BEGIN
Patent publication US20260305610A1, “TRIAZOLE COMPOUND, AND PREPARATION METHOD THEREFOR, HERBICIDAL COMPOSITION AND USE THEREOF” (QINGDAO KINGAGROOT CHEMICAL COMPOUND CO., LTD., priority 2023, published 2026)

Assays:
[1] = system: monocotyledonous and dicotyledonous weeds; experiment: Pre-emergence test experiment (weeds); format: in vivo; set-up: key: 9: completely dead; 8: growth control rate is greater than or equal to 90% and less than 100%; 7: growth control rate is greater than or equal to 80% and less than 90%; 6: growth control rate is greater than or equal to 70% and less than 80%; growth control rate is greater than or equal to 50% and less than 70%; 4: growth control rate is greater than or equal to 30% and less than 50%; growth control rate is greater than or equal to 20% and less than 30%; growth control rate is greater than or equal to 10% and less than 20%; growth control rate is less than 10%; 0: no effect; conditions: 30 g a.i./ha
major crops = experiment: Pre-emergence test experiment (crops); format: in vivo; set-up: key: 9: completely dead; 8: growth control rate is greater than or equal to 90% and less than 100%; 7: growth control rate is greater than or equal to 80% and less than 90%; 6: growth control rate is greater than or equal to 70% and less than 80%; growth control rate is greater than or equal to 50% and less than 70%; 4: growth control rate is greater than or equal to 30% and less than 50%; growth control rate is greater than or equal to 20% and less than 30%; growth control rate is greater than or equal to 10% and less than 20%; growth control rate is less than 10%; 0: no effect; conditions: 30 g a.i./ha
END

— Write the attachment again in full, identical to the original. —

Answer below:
Patent publication US20260305610A1, “TRIAZOLE COMPOUND, AND PREPARATION METHOD THEREFOR, HERBICIDAL COMPOSITION AND USE THEREOF” (QINGDAO KINGAGROOT CHEMICAL COMPOUND CO., LTD., priority 2023, published 2026)

Assays:
[1] = system: monocotyledonous and dicotyledonous weeds; experiment: Pre-emergence test experiment (weeds); format: in vivo; set-up: key: 9: completely dead; 8: growth control rate is greater than or equal to 90% and less than 100%; 7: growth control rate is greater than or equal to 80% and less than 90%; 6: growth control rate is greater than or equal to 70% and less than 80%; growth control rate is greater than or equal to 50% and less than 70%; 4: growth control rate is greater than or equal to 30% and less than 50%; growth control rate is greater than or equal to 20% and less than 30%; growth control rate is greater than or equal to 10% and less than 20%; growth control rate is less than 10%; 0: no effect; conditions: 30 g a.i./ha
major crops = experiment: Pre-emergence test experiment (crops); format: in vivo; set-up: key: 9: completely dead; 8: growth control rate is greater than or equal to 90% and less than 100%; 7: growth control rate is greater than or equal to 80% and less than 90%; 6: growth control rate is greater than or equal to 70% and less than 80%; growth control rate is greater than or equal to 50% and less than 70%; 4: growth control rate is greater than or equal to 30% and less than 50%; growth control rate is greater than or equal to 20% and less than 30%; growth control rate is greater than or equal to 10% and less than 20%; growth control rate is less than 10%; 0: no effect; conditions: 30 g a.i./ha